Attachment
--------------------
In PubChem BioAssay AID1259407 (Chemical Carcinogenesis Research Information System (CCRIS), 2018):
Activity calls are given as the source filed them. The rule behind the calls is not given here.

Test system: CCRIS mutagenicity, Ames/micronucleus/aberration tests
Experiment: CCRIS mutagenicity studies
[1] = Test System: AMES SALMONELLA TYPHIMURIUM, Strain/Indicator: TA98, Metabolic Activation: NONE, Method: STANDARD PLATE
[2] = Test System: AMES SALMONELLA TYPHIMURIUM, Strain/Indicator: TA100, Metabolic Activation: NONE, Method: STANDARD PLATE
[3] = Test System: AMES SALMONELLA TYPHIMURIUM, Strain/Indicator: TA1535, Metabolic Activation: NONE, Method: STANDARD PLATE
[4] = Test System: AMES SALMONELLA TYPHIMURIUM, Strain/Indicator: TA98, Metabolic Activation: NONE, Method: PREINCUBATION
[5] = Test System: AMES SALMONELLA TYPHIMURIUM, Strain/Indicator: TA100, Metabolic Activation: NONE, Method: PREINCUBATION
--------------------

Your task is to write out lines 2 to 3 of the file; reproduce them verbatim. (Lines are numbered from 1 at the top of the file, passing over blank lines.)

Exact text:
Activity calls are given as the source filed them. The rule behind the calls is not given here.

Test system: CCRIS mutagenicity, Ames/micronucleus/aberration tests